c++/3779: Accepts illegal C++ code: redefinition of default argument

Loren James Rittle rittle@latour.rsch.comm.mot.com
Tue Jul 24 03:40:00 GMT 2001


>> Before reporting standard compliance issues related to
>> gcc please try compiling with -pedantic.

> As the code in question is illegal C++, I believe it at least
> should give a warning no matter which flags are used.

Perhaps illegal, but mostly harmless [1] (except to portability-minded
people such as us).

So that you understand the reason I gave you the answer I did, here is
the documented stance of "the collective mind of the gcc maintainers"
(from the gcc info page):

``GCC always tries to compile your program if possible; it never
  gratuitously rejects a program whose meaning is clear merely because
  (for instance) it fails to conform to a standard.  In some cases,
  however, the C and C++ standards specify that certain extensions are
  forbidden, and a diagnostic _must_ be issued by a conforming
  compiler.  The `-pedantic' option tells GCC to issue warnings in
  such cases; `-pedantic-errors' says to make them errors instead.
  This does not mean that _all_ non-ANSI constructs get warnings or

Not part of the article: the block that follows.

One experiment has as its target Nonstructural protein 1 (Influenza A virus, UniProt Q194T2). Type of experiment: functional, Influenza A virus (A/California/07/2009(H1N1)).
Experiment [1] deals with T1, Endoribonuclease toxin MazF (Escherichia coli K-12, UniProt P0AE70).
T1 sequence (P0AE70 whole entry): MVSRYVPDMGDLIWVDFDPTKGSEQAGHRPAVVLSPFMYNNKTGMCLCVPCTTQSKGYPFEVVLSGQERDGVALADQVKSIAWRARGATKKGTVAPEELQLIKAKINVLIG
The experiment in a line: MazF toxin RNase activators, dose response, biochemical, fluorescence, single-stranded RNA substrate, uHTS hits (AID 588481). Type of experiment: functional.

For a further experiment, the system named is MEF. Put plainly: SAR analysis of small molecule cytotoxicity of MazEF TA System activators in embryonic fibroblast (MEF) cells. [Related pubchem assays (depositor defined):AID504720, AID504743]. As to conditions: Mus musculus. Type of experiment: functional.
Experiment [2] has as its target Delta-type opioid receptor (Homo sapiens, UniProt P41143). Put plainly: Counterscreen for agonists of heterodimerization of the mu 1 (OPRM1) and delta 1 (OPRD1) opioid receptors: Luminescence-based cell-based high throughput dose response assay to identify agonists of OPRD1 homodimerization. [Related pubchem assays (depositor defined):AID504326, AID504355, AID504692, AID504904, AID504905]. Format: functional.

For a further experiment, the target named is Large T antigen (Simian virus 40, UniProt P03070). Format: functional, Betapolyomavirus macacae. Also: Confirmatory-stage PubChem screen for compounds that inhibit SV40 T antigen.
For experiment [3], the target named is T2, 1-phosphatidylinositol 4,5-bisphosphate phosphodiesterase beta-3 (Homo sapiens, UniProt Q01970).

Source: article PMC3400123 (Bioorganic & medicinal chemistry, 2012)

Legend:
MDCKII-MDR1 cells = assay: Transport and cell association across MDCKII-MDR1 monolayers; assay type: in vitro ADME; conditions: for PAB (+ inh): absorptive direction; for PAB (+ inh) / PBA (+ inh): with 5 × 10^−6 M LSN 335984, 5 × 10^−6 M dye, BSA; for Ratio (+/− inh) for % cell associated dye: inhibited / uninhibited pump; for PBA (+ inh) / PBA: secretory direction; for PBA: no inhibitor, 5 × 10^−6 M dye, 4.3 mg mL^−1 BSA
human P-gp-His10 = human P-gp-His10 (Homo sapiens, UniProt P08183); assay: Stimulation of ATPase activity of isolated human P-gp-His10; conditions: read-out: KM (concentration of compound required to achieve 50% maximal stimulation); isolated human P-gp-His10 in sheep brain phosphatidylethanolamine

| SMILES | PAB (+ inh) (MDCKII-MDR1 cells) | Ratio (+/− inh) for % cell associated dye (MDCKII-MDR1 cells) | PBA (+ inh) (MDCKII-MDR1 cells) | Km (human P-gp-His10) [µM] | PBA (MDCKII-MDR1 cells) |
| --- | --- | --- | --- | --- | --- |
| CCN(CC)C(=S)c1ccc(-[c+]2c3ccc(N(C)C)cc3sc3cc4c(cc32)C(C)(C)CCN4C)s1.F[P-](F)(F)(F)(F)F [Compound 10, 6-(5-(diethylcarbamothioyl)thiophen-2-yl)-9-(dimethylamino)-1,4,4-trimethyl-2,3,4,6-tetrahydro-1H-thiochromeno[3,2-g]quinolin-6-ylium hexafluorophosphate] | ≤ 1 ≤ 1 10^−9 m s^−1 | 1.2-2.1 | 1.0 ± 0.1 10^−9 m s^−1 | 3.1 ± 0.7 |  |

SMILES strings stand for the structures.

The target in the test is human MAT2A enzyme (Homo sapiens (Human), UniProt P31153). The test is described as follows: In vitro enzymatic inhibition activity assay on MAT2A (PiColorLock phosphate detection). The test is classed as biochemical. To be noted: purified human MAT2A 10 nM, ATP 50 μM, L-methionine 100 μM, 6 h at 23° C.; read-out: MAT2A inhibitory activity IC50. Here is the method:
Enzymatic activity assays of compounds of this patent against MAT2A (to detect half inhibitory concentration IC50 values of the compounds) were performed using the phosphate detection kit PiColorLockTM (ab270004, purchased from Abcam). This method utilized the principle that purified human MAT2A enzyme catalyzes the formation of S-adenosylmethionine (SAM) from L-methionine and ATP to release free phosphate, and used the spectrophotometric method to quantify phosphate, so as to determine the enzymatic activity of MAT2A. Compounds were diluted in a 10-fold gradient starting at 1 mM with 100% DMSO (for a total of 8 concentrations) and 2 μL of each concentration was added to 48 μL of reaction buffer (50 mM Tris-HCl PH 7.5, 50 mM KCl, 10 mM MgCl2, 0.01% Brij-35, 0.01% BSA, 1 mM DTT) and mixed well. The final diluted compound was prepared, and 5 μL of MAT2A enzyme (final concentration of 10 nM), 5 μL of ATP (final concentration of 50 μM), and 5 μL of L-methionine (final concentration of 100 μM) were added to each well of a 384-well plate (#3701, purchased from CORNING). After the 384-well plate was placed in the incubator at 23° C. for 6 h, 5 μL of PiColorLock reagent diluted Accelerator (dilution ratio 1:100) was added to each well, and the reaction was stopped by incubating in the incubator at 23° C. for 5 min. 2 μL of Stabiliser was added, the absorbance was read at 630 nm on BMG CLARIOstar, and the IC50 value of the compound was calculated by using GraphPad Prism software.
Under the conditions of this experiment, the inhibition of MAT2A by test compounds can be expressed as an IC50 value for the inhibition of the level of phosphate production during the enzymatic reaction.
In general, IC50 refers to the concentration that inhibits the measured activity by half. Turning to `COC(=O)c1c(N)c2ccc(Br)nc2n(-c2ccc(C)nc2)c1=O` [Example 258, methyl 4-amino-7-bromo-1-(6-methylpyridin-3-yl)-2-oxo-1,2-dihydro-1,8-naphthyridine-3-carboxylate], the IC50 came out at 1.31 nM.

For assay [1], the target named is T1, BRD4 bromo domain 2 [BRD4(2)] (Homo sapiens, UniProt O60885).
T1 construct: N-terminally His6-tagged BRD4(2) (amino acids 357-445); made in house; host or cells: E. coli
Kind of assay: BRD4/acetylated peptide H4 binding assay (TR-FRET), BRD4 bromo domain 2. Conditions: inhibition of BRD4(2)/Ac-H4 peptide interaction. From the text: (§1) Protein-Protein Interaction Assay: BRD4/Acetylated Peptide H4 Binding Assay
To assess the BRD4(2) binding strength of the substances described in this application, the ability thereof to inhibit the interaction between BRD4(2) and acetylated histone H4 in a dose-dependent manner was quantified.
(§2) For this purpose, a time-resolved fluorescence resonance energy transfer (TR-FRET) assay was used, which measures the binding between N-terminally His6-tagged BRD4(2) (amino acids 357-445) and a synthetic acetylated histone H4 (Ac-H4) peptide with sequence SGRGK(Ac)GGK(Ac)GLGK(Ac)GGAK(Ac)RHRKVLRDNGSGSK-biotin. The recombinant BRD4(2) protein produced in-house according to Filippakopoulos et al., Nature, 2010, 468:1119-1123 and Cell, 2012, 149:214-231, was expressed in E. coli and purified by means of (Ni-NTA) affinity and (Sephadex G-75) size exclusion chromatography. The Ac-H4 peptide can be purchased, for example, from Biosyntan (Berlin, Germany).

errors.''

There is similar section that explains why you might want to use -Wall
and/or -W with gcc since we don't like it to be noisy with warnings...

[...]
> In short: move the warning from -pedantic to all the time, and make 
>  it possible to force an error for this kind of illegal code.

[1] FYI: Since g++ currently does detect (and report by default) when
    there is a mismatch between the definition and redefinition of a
    default argument (i.e. a real problem), I'm not sure too many
    people are going to care about this issue in practice.  For your
    own happiness, I think it is better for you to learn to always use
    -pedantic...

Regards,
Loren



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